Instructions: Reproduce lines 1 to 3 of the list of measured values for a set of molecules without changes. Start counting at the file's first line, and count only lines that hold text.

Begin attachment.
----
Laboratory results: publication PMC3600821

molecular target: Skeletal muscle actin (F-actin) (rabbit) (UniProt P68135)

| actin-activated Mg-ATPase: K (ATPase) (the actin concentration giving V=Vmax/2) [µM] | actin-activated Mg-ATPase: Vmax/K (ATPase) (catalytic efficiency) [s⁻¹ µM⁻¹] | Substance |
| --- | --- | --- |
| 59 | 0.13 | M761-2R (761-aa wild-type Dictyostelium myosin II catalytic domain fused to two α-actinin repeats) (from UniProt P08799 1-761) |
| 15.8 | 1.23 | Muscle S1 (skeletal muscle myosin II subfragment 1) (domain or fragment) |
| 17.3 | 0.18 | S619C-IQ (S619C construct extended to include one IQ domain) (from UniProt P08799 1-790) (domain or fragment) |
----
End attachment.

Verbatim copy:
Laboratory results: publication PMC3600821

molecular target: Skeletal muscle actin (F-actin) (rabbit) (UniProt P68135)

| actin-activated Mg-ATPase: K (ATPase) (the actin concentration giving V=Vmax/2) [µM] | actin-activated Mg-ATPase: Vmax/K (ATPase) (catalytic efficiency) [s⁻¹ µM⁻¹] | Substance |